Alexa, hire me 401 more people to work on you

Amazon's jobs page lists hundreds of openings for positions on the team that develops the company's voice-recognition system.

David Katzmaier Editorial Director -- Personal Tech
David reviews TVs and leads the Personal Tech team at CNET, covering mobile, software, computing, streaming and home entertainment. We provide helpful, expert reviews, advice and videos on what gadget or service to buy and how to get the most out of it.
Expertise A 20-year CNET veteran, David has been reviewing TVs since the days of CRT, rear-projection and plasma. Prior to CNET he worked at Sound & Vision magazine and eTown.com. He is known to two people on Twitter as the Cormac McCarthy of consumer electronics. Credentials
  • Although still awaiting his Oscar for Best Picture Reviewer, David does hold certifications from the Imaging Science Foundation and the National Institutes of Standards and Technology on display calibration and evaluation.
David Katzmaier
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Sound off, developers. Amazon's Alexa needs you.


It takes hundreds of specialists to develop the single voice that is Alexa, and Amazon wants more.

The company's jobs page says 401 openings are available on the team responsible for Alexa, the retail giant's voice recognition system, "to work on audio, automatic speech recognition, and natural language solutions that revolutionize how customers interact with Amazon's products and services."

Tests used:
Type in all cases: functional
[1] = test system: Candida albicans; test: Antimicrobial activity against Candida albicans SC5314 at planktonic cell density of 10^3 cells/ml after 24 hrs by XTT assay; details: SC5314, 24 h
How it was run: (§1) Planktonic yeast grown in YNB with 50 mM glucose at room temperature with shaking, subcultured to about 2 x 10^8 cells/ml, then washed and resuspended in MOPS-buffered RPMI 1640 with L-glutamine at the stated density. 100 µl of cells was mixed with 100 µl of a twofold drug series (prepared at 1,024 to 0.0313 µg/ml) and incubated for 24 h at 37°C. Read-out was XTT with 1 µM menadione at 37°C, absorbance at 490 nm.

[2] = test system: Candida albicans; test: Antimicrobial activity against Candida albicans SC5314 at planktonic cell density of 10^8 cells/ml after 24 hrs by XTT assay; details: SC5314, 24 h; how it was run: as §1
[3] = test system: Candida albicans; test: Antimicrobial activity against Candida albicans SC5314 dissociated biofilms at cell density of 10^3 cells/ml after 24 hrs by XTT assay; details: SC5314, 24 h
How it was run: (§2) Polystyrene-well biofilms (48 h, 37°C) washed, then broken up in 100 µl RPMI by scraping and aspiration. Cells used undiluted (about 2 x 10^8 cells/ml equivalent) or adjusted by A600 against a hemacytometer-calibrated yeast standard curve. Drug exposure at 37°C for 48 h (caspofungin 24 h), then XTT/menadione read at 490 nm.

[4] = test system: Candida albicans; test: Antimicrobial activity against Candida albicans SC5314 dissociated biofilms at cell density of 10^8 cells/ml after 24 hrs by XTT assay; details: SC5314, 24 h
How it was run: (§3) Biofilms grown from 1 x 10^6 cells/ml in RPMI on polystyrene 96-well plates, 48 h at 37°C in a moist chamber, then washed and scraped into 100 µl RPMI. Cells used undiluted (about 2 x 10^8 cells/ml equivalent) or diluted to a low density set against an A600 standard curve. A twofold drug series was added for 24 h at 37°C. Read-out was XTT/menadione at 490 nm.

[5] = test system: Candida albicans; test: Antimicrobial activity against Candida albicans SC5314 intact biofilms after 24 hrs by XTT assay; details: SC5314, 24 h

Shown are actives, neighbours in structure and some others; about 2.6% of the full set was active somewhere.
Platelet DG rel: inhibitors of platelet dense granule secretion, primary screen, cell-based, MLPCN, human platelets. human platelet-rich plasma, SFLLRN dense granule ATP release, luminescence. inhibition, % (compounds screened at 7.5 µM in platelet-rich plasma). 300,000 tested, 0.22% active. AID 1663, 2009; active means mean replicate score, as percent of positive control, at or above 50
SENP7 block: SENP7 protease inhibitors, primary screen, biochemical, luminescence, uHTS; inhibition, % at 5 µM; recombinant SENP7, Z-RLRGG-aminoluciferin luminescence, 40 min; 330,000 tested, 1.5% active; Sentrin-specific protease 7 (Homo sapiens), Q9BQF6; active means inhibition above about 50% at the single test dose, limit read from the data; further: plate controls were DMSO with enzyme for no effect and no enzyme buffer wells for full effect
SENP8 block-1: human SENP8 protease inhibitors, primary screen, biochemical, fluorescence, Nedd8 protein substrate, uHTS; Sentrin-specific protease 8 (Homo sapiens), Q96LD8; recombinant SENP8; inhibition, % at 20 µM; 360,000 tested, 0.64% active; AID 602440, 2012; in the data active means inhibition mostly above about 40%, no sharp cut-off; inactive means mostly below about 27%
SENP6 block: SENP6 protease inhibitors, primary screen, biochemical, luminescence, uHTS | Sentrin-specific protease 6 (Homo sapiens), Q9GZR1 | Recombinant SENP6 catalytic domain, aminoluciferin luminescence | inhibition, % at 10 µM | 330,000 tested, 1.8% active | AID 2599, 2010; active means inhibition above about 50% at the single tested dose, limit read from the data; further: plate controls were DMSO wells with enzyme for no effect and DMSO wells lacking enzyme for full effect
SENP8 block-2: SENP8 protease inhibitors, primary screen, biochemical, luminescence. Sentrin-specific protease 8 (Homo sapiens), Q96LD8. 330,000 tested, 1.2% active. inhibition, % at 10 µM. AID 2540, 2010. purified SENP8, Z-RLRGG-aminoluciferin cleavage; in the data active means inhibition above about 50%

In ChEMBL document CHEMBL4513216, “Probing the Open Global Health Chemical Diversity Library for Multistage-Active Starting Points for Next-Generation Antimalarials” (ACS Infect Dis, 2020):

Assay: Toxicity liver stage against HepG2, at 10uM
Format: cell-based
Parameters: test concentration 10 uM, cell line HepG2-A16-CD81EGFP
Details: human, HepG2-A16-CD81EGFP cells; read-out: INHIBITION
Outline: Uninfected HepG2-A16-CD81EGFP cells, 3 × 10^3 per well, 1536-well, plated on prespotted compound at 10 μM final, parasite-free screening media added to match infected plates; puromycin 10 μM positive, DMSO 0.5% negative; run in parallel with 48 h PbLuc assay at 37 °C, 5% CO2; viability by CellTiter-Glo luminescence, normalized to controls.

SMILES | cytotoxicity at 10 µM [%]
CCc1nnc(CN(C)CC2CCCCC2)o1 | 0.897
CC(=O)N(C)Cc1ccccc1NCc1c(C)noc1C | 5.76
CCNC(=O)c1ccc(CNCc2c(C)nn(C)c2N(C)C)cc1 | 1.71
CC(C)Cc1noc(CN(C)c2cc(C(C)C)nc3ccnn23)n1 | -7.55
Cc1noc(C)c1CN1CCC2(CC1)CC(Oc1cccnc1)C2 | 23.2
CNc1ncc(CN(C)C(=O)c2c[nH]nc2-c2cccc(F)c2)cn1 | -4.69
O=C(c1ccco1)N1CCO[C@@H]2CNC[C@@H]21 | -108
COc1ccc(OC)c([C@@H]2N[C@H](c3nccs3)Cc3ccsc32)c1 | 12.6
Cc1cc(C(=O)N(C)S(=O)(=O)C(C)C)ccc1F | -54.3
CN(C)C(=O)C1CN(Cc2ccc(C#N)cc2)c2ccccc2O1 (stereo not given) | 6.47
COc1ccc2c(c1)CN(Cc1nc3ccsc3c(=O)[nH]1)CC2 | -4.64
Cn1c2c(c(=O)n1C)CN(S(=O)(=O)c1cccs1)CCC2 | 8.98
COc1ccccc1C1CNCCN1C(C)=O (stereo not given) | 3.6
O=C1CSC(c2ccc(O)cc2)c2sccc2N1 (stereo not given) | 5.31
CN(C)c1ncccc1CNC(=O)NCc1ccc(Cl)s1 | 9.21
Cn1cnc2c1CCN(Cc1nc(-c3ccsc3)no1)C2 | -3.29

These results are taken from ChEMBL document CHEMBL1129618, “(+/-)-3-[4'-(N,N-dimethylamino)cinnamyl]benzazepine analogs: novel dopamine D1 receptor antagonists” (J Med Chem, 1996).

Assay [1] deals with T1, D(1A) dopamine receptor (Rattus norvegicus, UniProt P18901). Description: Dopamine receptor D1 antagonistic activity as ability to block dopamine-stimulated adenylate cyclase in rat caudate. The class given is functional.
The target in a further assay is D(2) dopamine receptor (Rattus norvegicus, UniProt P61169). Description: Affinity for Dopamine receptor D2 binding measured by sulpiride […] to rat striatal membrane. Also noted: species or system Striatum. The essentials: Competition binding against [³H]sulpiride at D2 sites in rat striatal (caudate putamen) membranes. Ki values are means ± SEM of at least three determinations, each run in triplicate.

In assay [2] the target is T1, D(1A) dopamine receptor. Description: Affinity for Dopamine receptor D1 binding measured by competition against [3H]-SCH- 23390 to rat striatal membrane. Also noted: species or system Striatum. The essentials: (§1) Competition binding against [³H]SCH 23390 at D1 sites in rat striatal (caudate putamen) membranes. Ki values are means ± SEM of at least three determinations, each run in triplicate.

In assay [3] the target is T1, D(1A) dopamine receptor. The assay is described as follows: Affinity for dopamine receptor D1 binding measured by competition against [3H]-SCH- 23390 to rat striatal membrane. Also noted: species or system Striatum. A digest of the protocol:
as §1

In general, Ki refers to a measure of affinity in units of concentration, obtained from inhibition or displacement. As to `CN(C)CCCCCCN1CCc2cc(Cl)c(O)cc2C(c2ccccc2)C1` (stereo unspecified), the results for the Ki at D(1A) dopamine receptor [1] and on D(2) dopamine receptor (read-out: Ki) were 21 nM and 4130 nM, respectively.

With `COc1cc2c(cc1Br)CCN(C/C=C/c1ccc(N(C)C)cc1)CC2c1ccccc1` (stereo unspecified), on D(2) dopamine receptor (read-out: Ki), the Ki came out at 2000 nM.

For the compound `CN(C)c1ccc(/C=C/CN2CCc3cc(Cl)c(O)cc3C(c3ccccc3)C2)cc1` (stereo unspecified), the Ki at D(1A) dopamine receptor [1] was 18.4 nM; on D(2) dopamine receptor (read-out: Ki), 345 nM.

The page mentions Seattle, Boston, Sunnyvale and San Francisco in the US; Aachen, Germany; Cambridge, England; and Gdansk, Poland, as team locations, some tied to text-to-speech provider Ivona, which Amazon purchased in 2013.

The Alexa voice recognition system appears in an increasing number of Amazon gadgets, including the original $180 Echo, the $40 Fire TV Stick with Alexa Remote and the newly updated $50 Dot, which just earned a CNET Editors' Choice award.

With the impending release of Google's Home platform, expected Tuesday, and Apple's rumored entry in the field, Alexa might finally get some competition in the market. Competition is likely just as fierce for the people that can help develop those systems.

Amazon did not immediately respond to a request for comment.